Not sure why this really has to become a topic, both the Ball Motion Study that was lead by Mo and the most recent one both concluded that cover (Ra, Rs, etc) has the most impact in ball motion. If it did not, they would not put a limit on oil absorption.
Out of curiosity, what aspect of oil absorption affects ball motion? I understand Ra and Rs are physical parameters, but I can't see how oil absorption can affect ball motion. I see it affecting subsequent shots since the oil absorption rate can deplete the oil on a lane.

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Re: Absorption Rate Fact vs Friction

Post by 56bird » July 30th, 2018, 9:05 pm

spmcgivern wrote:Out of curiosity, what aspect of oil absorption affects ball motion? I understand Ra and Rs are physical parameters, but I can't see how oil absorption can affect ball motion. I see it affecting subsequent shots since the oil absorption rate can deplete the oil on a lane.
Well, you really answered you own question. In a one-shot scenario, absorption doesn’t play much of a role. Most of us bowl a three or four game series in league. Often this comes after 10 minutes of “practice”.

I practice on my own time. During “practice” I’m trying to get warmed up and remember how I bowl, and I’m trying at the same time to influence the pattern to play easy for me during competition. This usually involves making some shots on each lane farther outside than where I think my best line is. I’m trying to *create friction* by removing some undesired oil.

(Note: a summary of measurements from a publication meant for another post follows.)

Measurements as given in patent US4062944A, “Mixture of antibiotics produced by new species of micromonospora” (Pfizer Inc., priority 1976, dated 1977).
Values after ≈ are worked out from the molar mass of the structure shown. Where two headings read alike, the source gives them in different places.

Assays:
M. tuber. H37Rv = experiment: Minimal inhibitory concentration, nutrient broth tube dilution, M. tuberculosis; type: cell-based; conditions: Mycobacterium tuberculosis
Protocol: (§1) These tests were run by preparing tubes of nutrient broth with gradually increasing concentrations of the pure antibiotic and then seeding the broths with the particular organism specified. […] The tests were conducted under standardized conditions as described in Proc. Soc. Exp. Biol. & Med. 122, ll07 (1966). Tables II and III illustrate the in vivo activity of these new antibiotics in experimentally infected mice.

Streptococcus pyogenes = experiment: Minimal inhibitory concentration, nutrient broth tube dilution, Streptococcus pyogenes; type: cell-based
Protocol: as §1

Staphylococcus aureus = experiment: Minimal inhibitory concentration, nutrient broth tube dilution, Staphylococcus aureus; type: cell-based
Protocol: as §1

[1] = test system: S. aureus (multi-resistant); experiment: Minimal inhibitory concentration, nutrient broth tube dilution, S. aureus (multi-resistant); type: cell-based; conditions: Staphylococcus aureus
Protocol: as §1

On a flood I might get very little hook at first. The job of the top-shelf solid in my bag is two-fold:

1. Get into a roll by leveraging whatever friction IS available on the flood so I can score.
2. Create some friction and miss room so I can move in a bit and take advantage of it.

My assertion is that a top-shelf solid with high rate of oil absorption is the best tool for this. My dismissive friends seem to suggest that surface is a more important factor but I disagree. Else, buying a cheap plastic ball and sanding it to 180 grit would seem the most cost-effective way to carve a pattern. I do agree that surface plays A role, I think a strong ball with say 500 abralon has more influence over the oil pattern than the same ball at 4000, but so long as you don’t, as Mo might say, “clog the pores with polish” these will all do the job and I really think there is less difference than commonly believed. I think you should choose surface based on how early you want the ball to slow down, not how you want to break down the pattern.